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- Created on Tuesday, 21 July 2015 17:59
- Hits: 125
All woodworking tools need to be kept razor sharp. It really does make a difference. Not only is woodworking easier when cutting tools are sharp, the outcomes are better with less tear-out, less fuzzy edges and sharper cleaner cuts. All of which often means less sanding (at least for some things).
I have always found chisels to be the one tool in the shop that you can instantly tell if they are sharp or not, just by how they work. If you are a carver, you will really know the meaning of sharp tools because to carvers, trying to work with tools that are dull is exceedingly frustrating. I know carvers, and woodturners as always sharpening their chisels. They very quickly get to know the condition of the sharpness of their tools and are constantly "tuning them up" which really means adding the fine razor edge sharpness to what many of us would consider a sharp tool.
There are a few different methods, jigs and tools for sharpening, either by hand or with some sort of a machine. One of the sharpening machines is called a Tormek Grinder and is produced by a Swedish Company.
The Tormek Grinder development started around 1973, but long before that, around the world, large grinding machines were quite common. Often the wheels were 24" in diameter and were driven by a foot pedal or a crank, and some of them even had water cooling troughs attached to them. What Tormek did was bring this old concept and adapt it to more modern electric motors and make an amazingly accurate and efficient sharpening tool.
- Created on Monday, 13 July 2015 04:29
- Hits: 175
I don't think there is anything more enjoyable than paying a visit to another woodworker ... except maybe paying a visit to 2 woodworkers. Not long ago I had the pleasure of visiting with a woodworking couple, both of whom are amazing woodworkers and between them have a wealth of knowledge. Cam Russell and Karen Trickett of Coventy Woodworks.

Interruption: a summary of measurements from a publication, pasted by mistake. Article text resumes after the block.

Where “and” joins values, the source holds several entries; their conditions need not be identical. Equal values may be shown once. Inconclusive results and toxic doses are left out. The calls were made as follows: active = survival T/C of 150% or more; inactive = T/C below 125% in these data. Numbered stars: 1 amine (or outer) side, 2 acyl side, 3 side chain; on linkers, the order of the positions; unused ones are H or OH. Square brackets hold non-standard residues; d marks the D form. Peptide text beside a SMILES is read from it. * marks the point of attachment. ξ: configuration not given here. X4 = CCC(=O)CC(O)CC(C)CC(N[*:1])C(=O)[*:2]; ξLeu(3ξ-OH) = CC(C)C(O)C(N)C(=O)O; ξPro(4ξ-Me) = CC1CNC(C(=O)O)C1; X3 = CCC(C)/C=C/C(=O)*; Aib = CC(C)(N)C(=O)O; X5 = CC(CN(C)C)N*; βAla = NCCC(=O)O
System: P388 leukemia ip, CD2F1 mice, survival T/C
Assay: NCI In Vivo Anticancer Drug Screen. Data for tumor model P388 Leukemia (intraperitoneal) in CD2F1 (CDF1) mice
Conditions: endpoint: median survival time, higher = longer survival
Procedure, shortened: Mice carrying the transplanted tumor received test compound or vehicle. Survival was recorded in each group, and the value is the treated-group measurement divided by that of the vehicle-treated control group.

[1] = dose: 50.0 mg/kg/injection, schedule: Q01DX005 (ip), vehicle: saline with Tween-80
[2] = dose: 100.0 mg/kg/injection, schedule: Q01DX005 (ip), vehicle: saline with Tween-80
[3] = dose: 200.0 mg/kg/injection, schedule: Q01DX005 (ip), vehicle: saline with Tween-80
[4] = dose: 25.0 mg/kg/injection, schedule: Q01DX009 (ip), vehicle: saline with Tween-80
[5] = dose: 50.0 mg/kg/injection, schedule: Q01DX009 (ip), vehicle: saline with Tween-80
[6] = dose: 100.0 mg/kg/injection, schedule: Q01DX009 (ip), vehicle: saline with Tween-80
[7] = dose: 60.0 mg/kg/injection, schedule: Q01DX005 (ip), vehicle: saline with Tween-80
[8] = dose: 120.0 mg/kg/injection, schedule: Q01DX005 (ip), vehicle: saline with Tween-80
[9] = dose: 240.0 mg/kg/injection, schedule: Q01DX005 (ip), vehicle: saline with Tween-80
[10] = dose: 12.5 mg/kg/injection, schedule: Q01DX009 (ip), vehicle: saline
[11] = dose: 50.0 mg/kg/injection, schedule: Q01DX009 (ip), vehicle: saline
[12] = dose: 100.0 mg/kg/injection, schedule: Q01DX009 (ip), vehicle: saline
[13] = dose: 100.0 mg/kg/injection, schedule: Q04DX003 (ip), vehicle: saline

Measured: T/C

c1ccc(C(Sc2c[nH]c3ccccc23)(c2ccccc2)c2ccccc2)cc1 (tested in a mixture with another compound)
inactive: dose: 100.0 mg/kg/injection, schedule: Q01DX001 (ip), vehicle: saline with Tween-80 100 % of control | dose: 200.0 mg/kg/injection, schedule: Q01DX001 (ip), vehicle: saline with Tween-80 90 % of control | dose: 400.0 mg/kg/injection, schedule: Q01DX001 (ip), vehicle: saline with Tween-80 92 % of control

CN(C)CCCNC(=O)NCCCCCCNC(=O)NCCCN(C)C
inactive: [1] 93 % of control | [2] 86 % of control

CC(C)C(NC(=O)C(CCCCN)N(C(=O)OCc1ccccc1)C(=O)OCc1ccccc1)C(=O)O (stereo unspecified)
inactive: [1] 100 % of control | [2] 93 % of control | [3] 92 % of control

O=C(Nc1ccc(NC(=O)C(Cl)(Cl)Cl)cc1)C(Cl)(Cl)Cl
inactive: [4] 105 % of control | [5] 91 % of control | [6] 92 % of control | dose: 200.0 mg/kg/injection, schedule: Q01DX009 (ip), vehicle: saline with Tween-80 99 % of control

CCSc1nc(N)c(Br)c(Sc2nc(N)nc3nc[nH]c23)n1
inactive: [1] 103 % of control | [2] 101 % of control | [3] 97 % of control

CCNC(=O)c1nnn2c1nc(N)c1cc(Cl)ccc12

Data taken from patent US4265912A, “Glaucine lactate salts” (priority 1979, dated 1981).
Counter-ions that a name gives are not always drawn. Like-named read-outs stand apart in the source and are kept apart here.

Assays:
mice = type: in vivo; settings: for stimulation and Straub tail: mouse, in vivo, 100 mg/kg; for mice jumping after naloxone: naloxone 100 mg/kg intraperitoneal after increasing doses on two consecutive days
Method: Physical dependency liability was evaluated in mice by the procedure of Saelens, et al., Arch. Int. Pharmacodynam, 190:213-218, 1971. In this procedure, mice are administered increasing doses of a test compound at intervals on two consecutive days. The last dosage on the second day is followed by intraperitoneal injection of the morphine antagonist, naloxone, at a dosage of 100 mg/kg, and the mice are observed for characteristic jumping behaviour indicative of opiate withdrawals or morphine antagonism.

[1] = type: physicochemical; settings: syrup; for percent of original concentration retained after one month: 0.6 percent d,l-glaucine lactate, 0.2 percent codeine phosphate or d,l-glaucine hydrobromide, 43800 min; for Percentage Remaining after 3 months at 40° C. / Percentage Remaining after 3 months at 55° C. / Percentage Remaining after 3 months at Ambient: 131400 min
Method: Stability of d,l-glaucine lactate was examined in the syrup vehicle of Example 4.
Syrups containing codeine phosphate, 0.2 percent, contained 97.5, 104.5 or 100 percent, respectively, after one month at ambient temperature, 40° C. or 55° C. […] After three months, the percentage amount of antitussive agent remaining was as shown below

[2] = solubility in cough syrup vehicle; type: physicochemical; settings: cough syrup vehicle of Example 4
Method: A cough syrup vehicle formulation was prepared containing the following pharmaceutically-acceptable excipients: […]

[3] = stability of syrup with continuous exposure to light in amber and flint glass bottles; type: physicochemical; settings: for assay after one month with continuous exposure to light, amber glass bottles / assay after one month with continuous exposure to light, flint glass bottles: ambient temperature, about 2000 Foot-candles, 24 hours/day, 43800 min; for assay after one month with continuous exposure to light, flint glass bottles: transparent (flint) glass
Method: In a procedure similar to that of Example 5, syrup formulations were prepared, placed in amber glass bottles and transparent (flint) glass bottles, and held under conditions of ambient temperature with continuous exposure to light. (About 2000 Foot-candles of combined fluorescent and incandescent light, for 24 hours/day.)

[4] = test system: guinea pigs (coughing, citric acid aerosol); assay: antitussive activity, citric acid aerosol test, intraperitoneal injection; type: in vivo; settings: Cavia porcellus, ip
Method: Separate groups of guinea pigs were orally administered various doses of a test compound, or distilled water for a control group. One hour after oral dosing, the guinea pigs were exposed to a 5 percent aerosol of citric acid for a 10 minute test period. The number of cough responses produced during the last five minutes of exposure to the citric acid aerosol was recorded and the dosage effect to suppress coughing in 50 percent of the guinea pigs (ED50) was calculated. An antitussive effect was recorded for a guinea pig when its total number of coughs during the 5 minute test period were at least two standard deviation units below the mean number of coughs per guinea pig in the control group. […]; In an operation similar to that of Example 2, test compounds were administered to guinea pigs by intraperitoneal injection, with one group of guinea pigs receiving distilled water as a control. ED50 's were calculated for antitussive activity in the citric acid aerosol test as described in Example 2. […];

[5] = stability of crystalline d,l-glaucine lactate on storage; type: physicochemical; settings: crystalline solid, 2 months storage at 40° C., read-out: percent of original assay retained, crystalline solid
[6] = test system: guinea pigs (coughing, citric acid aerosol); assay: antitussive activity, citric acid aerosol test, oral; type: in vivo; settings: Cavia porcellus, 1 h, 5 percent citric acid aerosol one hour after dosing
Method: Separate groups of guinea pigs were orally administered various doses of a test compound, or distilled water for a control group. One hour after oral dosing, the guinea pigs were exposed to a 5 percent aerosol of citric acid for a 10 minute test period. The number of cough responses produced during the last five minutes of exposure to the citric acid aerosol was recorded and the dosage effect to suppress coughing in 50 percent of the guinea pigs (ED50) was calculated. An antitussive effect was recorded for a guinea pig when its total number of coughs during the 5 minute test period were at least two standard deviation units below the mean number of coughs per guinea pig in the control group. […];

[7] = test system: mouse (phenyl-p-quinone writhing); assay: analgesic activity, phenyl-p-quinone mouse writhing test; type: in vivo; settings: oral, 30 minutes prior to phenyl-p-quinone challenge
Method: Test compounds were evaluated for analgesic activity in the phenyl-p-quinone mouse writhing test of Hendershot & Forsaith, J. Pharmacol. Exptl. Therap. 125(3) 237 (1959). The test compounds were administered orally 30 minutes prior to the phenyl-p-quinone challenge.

To make it even more enjoyable I got to see their new woodworking shop, which has been, I believe about 3 years in the making, and worth every second. This is easily a "Dream Workshop" for most of us. The shop it'self is 24 feet wide and 32 feet long with a vaulted ceiling. At the apex of the ceiling there is another open area where you can open windows that helps to create a natural draft on hot summer days and keep the workshop cool to work in.
They have brought together some great tools that most of us would love to have. A large Powermatic Table Saw, a Makita Sliding Mitre with what looks like a 10 or 12 foot work bench for long pieces of wood. And then their is the Minmax combination 12" helical head, jointer/planer, and the list goes on ...
- Created on Tuesday, 07 July 2015 22:26
- Hits: 317
When ever I start some kind of a different woodworking project that I have never attempted before, I have learned that making a prototype or working model of the object is a great way to learn about how to build it. And this is the case with making Sunglasses. I have never attempted to make sunglasses with wooden frames, but have always wanted to do do this. I have seen them - rarely - so I know it can be done but have no idea what the pitfalls might be. The first thing I need is lenses and the quickest and easiest place for me to acquire sunglass lenses is ... you guess it one of the Dollar Stores. I picked out a pair of sunglasses, that looked to me, like they would be something I could work with. Fairly flat lenses 9or so I thought) and not fancy. Something actor Jack Nicholson would wear - how could I go wrong with that?
I had given this project a fair bit of thought and I theorized that I could pop the existing lenses out of the frames, then use the frames as a template to make the new wooden frames. It all worked in my head, too bad it didn't quite work in practice.
After spending a couple of hours making a jig to hold the sunglass frames, which I would then use a patterning bit in my router table to easily make the inside of the frames, I had made myself a beautiful jig that anyone would be proud of ...